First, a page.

Bladestorm: The Hundred Years' War Review - 21/01/2008

This is the first of our Koei reviews that will be on in the next few weeks, and early signs are that the developers have learned their lesson from the critical responses to their previous games.

There's no doubt that the Dynasty Warriors games have always been enjoyable, particularly more recently with the co-op options available. Bladestorm however sets the game in a European sphere, which means you no longer have to have a near-encyclopaedic knowledge of Asian history to know what's going on. It's far more approachable, and enjoyable as a result.

The Hundred Years' War, a collection of conflicts between Britain and France, is presented well, with surprisingly slick menus and a central tavern where you can listen to gossip, recruit mercenaries (more on this later), buy supplies, and generally manage your part in the conflict. It's strikingly similar to what you get in the Dynasty games, but far more polished.

The idea of the game has also changed, it's no longer a hack and slash (though Dynasty Wariors 6 is said to be an improvement on this, in terms of complexity), and more of a strategy. You still play as a standalone character, and unfortunately there's no co-operative or online modes, but the upshot is that it's a far more diverse and rich experience as a result.

Cavalry may take a while to get used to, but they're great fun

There are loads of unit types in the game, ranging from long bowman to mounted spearmen and chariots. Siege weapons such as catapults and battering rams, usually AI controlled until the later stages, make up a really complete set of units. If you've ever enjoyed the Age of Empires series or similar, you'll feel right at home with the classes. To take charge of a squad you tap the A button, and, if you've got enough experience, and have discovered the book for that specific class, they come under your command. Depending on the unit type, you can then give them certain commands, and begin to get involved in battles.

You use RB to order your squad to attack, accompanied by tilting the right stick to move them around and towards the enemy. You also move yourself while doing this, and when pressing RB you also attack. So basically your colleagues in your team are following what you're doing. There are extra, more powerful moves than the standard attack, which usually include one defensive option, but vary for each unit type. As foot-based archery units, you do not have a standard attack button, instead, you have to find a decent position to lay in wait for the enemy, and then use one of the face buttons to initiate an attack once they come into range.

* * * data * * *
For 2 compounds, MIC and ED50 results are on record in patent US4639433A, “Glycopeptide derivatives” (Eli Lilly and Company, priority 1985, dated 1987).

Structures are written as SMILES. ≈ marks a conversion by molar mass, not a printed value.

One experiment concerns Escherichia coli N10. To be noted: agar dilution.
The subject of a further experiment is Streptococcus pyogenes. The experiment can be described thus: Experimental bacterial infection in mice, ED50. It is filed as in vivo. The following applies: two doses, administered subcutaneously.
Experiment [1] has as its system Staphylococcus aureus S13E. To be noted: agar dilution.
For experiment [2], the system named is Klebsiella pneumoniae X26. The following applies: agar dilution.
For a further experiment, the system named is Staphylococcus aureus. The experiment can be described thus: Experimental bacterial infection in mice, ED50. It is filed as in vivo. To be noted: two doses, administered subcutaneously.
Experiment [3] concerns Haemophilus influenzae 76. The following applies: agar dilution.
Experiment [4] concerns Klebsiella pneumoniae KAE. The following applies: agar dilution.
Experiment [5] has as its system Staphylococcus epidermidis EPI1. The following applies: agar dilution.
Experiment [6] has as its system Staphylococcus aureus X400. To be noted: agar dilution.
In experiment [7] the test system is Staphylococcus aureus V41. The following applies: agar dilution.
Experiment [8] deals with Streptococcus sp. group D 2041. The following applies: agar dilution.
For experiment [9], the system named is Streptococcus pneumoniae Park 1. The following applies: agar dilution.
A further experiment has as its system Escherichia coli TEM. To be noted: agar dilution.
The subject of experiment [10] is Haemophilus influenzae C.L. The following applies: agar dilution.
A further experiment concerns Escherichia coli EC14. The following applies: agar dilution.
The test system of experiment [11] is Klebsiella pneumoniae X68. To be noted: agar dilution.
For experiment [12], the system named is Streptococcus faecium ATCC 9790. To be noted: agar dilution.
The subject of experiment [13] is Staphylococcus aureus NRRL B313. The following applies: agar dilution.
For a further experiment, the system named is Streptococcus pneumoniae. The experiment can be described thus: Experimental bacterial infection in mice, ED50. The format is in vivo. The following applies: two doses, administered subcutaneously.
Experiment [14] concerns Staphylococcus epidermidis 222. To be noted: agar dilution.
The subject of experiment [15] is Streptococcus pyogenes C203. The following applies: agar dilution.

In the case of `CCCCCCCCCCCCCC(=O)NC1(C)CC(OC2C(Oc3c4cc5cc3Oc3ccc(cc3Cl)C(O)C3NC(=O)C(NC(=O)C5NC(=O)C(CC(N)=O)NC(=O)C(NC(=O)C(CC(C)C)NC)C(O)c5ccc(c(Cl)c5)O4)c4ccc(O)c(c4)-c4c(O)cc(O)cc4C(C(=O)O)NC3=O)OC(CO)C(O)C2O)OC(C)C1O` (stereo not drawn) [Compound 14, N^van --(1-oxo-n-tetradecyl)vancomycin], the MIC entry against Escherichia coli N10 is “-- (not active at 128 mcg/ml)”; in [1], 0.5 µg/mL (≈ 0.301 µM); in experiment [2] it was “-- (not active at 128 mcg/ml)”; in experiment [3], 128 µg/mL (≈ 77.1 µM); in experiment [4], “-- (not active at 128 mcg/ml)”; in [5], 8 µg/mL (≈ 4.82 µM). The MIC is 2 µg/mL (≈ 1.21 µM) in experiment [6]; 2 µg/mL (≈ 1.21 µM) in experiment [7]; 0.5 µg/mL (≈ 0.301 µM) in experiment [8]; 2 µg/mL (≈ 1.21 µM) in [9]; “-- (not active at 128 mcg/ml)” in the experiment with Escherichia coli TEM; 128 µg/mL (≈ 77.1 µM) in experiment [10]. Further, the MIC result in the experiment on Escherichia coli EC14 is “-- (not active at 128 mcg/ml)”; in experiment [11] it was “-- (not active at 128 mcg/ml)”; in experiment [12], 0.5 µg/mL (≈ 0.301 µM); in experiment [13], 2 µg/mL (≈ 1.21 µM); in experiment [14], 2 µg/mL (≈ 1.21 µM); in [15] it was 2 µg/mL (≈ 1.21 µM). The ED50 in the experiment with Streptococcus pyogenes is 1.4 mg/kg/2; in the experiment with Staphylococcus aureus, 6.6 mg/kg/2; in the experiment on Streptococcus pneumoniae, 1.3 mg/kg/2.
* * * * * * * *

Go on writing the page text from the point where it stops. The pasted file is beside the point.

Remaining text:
Most cavalry units can charge the enemy, and in this case enough speed has to be built up before the attack can be commanded.

It may look like Dynasty Warriors sometimes, but the gameplay is certainly different

The potential for deep combat based on each unit's strengths and weaknesses is obvious. Indicators are present to show you which enemies are easy prey, and which you are weak against, and by about the middle of the game you'll learn those you can risk it against, and those you can't. Particularly, cavalry against spearmen or pikemen is guaranteed doom. Of course, if you have enough units in your squad, you can survive such an encounter to charge away to safety. It may be cowardly, but if you die then the mission is failed, and you cannot retry (though similar campaigns are always made available in the tavern).

The idea is that you take on the easy units that your troops are strong against first. This builds up energy in your Bladestorm meter, which, once full, makes your squad invulnerable, faster, and more deadly. You can then safely attack stronger enemies, who otherwise would receive very little damage from your attacks. It works quite well, though the temptation is always to lure squads out so you can pick them off one-by-one.